WW1 August 1917 torpedoed UK ship Spectator, rescue by USS Paulding

$130.00 CAD

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Set of 5 photo postcards related to torpedoing of the British cargo ship Spectator on August 19th 1917, 11 nautical miles (20 km) south East of Galley Head, County Cork by German submarine UC-33. Her crew was rescued by the escort destroyer USS Paulding.

Assuming these photos were taken from the USS Paulding, # of them mention Spectator, last one was part of same lot. Some photos have writing on negative

  • Just after the torpedo struck (Spectator just after the blow up)
  • The “Spectator” ready for the final plunge
  • The “Spectator” after she disappeared (--- after she went down)
  • Crew rescued from the “Spectator” (E.S.)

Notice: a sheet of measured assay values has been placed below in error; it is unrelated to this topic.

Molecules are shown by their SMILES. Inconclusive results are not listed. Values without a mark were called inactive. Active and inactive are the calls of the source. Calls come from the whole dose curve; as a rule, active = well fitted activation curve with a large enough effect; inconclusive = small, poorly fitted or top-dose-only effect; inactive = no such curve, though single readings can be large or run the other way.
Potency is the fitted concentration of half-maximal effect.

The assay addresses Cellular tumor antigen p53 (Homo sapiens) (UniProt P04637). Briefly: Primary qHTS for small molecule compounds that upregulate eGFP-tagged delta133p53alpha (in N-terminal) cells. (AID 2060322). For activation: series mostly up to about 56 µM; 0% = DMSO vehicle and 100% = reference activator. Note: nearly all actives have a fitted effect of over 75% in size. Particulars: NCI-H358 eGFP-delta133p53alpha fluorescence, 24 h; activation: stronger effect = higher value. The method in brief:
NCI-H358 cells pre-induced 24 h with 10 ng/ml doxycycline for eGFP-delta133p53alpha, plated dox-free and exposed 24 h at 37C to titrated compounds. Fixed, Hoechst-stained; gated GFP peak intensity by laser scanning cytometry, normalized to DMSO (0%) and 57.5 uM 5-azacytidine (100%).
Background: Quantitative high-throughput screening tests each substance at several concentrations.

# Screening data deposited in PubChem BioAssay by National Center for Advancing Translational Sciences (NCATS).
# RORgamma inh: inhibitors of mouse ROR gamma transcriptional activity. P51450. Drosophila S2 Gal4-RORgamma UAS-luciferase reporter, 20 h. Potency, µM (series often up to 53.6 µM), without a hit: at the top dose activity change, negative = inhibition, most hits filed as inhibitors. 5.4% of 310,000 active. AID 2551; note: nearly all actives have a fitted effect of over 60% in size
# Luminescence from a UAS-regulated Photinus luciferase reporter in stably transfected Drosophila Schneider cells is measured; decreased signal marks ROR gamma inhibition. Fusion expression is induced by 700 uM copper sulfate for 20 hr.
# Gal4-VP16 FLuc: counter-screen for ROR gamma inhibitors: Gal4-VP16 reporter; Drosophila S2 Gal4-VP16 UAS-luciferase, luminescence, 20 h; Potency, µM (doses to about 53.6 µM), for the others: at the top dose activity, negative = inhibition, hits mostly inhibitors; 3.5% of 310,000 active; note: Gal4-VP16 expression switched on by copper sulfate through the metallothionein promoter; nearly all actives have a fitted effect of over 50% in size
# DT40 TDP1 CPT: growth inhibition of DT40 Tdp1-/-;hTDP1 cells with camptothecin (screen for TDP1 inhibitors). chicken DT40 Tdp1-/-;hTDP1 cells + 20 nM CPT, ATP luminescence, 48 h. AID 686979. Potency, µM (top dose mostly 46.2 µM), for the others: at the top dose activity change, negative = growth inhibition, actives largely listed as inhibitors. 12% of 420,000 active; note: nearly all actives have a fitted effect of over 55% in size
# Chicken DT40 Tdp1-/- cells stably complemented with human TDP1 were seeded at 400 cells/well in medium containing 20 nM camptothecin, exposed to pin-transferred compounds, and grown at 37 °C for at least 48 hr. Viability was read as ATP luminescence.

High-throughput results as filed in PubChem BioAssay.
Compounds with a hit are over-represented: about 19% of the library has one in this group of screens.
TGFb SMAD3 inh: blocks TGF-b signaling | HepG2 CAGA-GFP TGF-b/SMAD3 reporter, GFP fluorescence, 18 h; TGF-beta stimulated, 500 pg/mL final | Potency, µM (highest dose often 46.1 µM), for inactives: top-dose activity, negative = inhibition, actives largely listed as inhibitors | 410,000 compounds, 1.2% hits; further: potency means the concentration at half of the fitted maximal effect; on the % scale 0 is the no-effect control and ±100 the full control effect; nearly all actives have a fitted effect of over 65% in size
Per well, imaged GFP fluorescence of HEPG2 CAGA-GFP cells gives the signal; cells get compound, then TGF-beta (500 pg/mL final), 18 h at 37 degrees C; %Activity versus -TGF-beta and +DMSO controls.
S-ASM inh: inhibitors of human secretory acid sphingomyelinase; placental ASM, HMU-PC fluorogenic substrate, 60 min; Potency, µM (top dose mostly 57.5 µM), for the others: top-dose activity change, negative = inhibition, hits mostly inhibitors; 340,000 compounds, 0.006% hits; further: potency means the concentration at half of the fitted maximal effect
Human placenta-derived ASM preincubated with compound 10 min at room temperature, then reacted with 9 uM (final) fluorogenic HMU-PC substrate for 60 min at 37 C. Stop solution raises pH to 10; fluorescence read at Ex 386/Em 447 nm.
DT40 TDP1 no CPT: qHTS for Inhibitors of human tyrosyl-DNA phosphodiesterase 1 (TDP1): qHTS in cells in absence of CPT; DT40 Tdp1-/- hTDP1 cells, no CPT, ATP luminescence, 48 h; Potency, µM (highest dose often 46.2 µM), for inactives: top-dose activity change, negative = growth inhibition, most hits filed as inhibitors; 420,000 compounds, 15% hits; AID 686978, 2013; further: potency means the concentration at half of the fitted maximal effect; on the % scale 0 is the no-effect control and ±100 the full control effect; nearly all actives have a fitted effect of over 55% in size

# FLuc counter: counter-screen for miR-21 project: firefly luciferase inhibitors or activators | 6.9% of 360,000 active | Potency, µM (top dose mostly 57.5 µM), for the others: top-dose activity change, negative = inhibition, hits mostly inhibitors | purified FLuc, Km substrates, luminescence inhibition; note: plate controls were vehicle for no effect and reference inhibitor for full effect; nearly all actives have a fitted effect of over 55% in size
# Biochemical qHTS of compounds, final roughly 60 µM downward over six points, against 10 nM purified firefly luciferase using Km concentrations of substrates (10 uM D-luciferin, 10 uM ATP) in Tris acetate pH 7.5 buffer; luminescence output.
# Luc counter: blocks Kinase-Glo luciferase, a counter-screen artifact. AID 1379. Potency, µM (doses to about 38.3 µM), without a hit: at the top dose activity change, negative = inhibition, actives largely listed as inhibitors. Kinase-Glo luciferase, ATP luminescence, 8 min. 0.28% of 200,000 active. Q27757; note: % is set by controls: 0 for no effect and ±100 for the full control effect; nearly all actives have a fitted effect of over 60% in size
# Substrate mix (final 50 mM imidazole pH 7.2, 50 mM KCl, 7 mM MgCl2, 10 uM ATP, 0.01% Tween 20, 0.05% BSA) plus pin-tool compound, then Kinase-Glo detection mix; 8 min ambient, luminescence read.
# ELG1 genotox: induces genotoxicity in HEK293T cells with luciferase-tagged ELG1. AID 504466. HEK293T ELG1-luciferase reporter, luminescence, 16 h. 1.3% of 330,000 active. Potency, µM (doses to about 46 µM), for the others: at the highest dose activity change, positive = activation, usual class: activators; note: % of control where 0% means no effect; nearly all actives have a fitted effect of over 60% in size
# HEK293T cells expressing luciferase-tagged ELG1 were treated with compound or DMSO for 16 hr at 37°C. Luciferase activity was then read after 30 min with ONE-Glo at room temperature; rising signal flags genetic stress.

• Rescue of part of a crew from a stricken ship (E.S.)

Toning/staining on back. Last postcard in series has corner creases UL, LL.

(Red text is an electronic watermark that is not physically part of the photo for sale)


1917 19 August The British steamer Spectator is struck by a torpedo on its port side while under American destroyer escort. The destroyer Paulding recovers 46 survivors accounting for the entire crew, but Spectator sinks.

USS Paulding (DD-22) was the lead ship of Paulding-class destroyers in the United States Navy.

Paulding was laid down by the Bath Iron Works Corporation at Bath in Maine on 24 July 1909, launched on 12 April 1910 by Miss Emma Paulding and commissioned on 29 September 1910, Lieutenant Commander Yates Stirling, Jr. in command. She was the first American destroyer to be solely fueled by oil.

Assigned to the Atlantic Torpedo Fleet, Paulding operated primarily off the east coast until after the United States entered World War I. During April 1917, she patrolled off the New England coast and in May, she prepared for distant service. On 21 May, she got underway for the United Kingdom, arriving at Queenstown, Ireland to escort convoys and protect them from German U-boats. On that duty throughout the war, she returned to the United States after the Armistice.